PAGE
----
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On the issue of improving the efficiency of financing of business entities and the transfer pricing

Sheina E.G. Ural State University of Economics (USUE), Yekaterinburg, Russian Federation ( shekat@mail.ru )

Astanakulov O.T. Tashkent Institute of Finance (TIF), Tashkent, Republic of Uzbekistan ( astanakulov@gmail.com )

Journal: Finance and Credit, #10, 2019

Subject This article examines the economic relations of economic entities regarding the formation and distribution of profit through the transfer pricing mechanism within a group of associated enterprises.
Objectives The article aims to show new approaches to the transfer pricing mechanism use in order to form and distribute the profit of business entities, including the self-help capabilities of holding structures, and small and medium-sized enterprises, as well.
Methods For the study, we used deductive reasoning and the methods of structural, logical, and content analyses.
Results The article classifies the business entities by range of activity and peculiarity of financial resources formation. It shows the role of transfer pricing as a tool for managing the profits of business entities and proves the hypothesis of possible mobilization of own financial resources in holding structures, as well as small and medium-sized enterprises through the transfer pricing mechanism.
Conclusions and Relevance The application of transfer pricing helps business entities improve the efficiency of financing, maintain financial stability and balance. The scope of the results helps reveal the financial problems of business entities and influence the financial outcome of their activities.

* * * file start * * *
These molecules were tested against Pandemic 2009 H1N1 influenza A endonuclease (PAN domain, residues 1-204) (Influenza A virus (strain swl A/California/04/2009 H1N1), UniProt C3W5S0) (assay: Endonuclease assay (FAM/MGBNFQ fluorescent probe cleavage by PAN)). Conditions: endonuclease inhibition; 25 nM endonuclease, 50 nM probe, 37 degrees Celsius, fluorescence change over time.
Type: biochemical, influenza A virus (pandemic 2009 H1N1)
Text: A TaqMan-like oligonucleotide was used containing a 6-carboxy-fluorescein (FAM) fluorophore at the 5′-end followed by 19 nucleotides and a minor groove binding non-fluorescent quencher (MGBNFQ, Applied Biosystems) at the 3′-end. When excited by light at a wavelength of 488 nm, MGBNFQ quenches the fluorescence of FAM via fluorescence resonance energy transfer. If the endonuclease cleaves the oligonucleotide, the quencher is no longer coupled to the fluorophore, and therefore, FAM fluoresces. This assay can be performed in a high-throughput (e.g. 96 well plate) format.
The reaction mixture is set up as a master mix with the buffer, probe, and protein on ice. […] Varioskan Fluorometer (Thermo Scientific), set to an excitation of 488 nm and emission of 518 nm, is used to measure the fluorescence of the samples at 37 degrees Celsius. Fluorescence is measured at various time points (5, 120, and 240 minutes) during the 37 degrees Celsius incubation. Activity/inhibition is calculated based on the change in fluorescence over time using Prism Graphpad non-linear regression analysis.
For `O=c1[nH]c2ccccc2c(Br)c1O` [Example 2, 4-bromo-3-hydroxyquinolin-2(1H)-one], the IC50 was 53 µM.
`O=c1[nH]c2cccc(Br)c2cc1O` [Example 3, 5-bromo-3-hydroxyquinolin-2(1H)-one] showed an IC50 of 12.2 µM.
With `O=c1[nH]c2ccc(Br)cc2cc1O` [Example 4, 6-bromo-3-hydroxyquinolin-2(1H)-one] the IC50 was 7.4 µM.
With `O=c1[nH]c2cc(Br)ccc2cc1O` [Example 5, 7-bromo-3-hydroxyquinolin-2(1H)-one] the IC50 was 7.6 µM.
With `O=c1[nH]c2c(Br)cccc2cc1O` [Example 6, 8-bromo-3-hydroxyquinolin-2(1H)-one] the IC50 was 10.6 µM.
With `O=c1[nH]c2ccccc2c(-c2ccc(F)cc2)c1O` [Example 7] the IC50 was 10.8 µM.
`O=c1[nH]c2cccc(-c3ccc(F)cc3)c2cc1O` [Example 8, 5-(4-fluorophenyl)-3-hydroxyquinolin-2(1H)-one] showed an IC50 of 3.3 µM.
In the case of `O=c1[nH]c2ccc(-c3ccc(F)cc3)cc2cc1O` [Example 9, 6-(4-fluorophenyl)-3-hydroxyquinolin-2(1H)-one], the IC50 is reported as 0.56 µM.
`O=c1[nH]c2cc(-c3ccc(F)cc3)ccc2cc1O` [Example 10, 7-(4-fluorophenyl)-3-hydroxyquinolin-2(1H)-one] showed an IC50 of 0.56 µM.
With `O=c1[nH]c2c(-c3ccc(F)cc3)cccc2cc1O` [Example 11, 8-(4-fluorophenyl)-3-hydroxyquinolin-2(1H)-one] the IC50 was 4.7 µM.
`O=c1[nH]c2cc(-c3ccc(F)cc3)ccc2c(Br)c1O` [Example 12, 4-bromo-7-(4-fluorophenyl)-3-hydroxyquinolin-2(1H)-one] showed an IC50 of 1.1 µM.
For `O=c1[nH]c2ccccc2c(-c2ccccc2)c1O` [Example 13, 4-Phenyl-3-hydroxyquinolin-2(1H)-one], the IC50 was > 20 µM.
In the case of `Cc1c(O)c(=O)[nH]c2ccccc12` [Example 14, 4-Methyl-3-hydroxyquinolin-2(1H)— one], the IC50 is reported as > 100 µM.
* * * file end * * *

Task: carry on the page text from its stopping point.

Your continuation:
Assessing the level of pricing discretion in the electricity market (the case of the Ural zone)

Fedorova E.A. Financial University under Government of Russian Federation, Moscow, Russian Federation ( Ecolena@Mail.Ru )

Sheina K.I. Universitat Autonoma de Barcelona, Voronezh, Russian Federation ( myspoonis2bigg@gmail.com )

Journal: Economic Analysis: Theory and Practice, #34, 2014

The wholesale electricity market includes the bilateral contracts market and the day-ahead market. For generated energy purchase and sale the bilateral contracts market uses both regulated and deregulated prices (for regulated and free bilateral contracts respectively). Over 2013 the regulated contracts have accounted for about 15% of the total transaction volume. In this paper we have checked a hypothesis as to the level of "liberty" of the electricity market. A characteristic feature of a competitive market is that the demand and supply factors determine prices. Therefore, if these factors are significant, the market is competitive. We used such factors as generation and consumption (actual and planned values), margin, a difference between the actual and planned consumption value ("deviation"), oil and gas prices and some climate determinants as demand and supply determinants. We have obtained the data from the official site of the UES System Operator. In our estimation, we used daily data for the period from 2010 to 2013. With a help of regression, we found meaningful determinants. Our conclusion is that such factors as temperature deviation, oil and gas prices, lagged price and dollar exchange rate determine the variation of the resulting indicator by about 80%.


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